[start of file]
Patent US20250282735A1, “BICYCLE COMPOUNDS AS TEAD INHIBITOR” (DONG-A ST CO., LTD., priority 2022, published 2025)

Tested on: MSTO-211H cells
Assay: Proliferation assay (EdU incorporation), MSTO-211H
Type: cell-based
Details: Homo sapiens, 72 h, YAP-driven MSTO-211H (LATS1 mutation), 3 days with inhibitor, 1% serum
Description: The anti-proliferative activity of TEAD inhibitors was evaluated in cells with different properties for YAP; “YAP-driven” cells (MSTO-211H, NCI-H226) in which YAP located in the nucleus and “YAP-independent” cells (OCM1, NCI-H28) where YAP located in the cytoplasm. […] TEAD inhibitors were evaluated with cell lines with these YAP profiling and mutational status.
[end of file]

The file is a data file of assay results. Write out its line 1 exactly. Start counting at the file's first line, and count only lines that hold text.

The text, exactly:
Patent US20250282735A1, “BICYCLE COMPOUNDS AS TEAD INHIBITOR” (DONG-A ST CO., LTD., priority 2022, published 2025)